The 'haven' status of the US dollar seems to be on the wane. Earlier, a flight to the greenback was usually triggered by a global shock or future uncertainty. Dollar was the safe asset for the risk-averse investor. Now the tables have turned. Short positions against the dollar have increased tremendously. All this thanks to the US' widening deficits and the extravagant monetary policies.
Several other factors are also playing out against the greenback. One is, of course, the rising crude oil prices. Now how does this affect the dollar? Higher oil prices will lead to a transfer of funds from oil-importing countries to the sovereign wealth funds of oil-exporting nations. And these funds typically keep a low quantum of their assets in the US markets. Secondly, some recovery is being witnessed in the euro. There is an expectation of interest rate increases in Europe to combat the rising inflation in the region. The US, on the other hand, seems too bent on its growth mandate and may let inflation go for a toss. It wouldn't be too surprising if it goes ahead with a third round of quantitative easing.
Over and over again, the dollar's status as a reserve currency has been challenged. It is quite an old debate now. Any further weakness in the dollar is going to have far-reaching effects on the rest of the world economies. Let's take the case of China for instance. Some recent figures from the US Treasury are quite shocking. China's holdings of US Treasury securities at the end of December 2010 were a whopping 30% higher than last year. To give you the exact number, China held US Treasury securities worth US$ 1.16 trillion compared to US$ 0.89 trillion a year ago. Now this is just one component of China's reserves. The total dollar holdings are over US$ 2.75 trillion. One can imagine the jitters that Chinese policymakers must be feeling over the uncertainty surrounding the dollar.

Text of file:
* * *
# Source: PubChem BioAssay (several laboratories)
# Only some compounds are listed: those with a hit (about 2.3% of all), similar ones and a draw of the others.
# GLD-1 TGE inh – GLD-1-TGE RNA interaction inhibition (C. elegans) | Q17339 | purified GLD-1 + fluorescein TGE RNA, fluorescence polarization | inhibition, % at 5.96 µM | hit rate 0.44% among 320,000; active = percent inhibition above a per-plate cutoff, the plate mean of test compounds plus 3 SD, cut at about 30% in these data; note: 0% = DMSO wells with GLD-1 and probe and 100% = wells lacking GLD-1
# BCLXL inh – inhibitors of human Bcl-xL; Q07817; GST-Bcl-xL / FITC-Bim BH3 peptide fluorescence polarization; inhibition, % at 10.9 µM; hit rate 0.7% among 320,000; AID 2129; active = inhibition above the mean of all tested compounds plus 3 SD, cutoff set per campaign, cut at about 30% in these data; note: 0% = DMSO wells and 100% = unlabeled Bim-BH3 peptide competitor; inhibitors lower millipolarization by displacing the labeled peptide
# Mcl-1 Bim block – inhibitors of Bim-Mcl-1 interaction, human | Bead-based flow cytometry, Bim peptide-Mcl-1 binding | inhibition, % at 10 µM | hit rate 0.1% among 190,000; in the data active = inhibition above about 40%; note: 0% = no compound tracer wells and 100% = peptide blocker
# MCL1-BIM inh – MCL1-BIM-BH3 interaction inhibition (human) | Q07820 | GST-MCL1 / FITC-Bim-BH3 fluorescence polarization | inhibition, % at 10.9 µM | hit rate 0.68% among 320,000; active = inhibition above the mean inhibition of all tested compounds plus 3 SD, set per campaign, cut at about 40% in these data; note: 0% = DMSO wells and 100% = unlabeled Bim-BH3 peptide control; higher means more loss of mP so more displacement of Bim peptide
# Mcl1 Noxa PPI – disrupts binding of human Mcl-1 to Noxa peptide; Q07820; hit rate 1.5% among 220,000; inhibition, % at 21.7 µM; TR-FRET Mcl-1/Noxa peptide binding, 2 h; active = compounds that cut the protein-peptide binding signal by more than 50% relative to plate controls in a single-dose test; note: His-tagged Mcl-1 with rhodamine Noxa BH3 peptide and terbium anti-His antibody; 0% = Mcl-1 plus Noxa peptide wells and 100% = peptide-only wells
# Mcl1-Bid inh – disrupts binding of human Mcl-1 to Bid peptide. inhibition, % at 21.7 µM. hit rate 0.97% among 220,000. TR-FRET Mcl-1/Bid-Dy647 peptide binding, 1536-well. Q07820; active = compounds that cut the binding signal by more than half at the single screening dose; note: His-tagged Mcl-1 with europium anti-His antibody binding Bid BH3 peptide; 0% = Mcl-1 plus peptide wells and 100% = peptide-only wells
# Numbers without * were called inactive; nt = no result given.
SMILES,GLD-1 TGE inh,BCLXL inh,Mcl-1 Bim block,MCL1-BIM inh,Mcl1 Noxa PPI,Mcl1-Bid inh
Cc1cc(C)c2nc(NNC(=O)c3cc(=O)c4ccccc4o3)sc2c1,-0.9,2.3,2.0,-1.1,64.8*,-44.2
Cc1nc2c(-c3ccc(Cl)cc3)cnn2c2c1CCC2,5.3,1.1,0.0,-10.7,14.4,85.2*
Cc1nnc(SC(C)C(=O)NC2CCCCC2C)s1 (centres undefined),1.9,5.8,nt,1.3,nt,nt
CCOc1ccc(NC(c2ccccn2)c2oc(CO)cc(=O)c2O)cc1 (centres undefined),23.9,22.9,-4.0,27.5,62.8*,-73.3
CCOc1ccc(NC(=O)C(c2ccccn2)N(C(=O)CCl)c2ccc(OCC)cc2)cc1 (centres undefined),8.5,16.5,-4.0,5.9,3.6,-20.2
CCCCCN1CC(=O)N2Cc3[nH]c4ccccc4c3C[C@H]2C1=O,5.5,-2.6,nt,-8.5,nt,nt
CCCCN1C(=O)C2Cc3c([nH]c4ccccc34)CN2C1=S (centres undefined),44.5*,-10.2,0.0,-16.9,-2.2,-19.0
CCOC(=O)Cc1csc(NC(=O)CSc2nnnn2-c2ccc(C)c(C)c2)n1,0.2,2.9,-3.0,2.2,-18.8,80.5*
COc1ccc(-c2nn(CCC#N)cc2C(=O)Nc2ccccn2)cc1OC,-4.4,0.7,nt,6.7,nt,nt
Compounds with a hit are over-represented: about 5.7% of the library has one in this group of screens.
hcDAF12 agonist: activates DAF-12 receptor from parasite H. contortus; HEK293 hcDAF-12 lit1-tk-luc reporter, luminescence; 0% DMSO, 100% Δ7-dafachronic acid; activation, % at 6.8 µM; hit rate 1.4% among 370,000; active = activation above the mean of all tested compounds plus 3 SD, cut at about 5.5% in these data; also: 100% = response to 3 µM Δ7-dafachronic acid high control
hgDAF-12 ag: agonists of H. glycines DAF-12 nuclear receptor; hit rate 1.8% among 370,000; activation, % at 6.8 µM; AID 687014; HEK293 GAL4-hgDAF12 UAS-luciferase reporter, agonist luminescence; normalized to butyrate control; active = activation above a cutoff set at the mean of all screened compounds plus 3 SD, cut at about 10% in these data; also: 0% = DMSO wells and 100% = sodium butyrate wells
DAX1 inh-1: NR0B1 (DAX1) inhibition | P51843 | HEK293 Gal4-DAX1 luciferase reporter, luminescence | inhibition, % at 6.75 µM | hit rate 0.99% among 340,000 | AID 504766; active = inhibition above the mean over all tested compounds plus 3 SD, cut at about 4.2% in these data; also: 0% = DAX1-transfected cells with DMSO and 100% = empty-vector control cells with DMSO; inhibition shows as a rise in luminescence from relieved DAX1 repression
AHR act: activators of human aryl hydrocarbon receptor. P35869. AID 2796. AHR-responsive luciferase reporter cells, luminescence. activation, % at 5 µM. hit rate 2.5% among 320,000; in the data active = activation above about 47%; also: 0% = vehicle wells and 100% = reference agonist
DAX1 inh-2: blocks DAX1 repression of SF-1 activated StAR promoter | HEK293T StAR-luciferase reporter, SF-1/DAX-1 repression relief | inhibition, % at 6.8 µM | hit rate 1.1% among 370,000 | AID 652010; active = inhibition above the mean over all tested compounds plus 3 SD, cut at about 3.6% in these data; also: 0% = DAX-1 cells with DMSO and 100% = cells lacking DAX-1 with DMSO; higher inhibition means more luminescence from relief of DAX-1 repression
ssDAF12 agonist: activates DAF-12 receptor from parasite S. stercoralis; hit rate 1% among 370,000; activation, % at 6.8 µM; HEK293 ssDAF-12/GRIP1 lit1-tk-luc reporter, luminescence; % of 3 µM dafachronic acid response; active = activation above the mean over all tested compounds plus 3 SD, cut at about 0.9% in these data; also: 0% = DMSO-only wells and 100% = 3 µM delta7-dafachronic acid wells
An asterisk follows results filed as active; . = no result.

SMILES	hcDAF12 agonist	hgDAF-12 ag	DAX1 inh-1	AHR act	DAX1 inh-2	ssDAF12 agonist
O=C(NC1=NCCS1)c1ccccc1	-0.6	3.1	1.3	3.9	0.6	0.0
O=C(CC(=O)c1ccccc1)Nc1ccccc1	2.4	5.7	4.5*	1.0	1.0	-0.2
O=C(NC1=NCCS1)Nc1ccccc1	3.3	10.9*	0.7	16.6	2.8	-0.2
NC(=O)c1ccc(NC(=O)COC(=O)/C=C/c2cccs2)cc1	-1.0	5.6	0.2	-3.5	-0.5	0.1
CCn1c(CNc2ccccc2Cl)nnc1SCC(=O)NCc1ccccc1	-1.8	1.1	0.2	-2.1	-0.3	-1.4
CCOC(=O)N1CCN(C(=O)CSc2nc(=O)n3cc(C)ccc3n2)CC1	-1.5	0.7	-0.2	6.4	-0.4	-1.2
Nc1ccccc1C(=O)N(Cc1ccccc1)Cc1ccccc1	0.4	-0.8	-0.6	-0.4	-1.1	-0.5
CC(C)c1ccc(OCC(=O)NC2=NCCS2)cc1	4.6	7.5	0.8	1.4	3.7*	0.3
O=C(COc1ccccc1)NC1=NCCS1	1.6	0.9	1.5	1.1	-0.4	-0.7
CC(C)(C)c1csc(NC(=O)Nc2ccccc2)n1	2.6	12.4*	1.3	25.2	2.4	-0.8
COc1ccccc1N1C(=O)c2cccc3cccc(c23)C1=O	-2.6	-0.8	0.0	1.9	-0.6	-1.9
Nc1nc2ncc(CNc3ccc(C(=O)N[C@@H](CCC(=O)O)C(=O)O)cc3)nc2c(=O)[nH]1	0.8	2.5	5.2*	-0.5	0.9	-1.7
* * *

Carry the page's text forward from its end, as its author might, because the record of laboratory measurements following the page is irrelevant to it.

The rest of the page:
A slight change in George Michael's celebrated song would sound apt for the situation:
Time can never mend the careless mistakes of a good friend...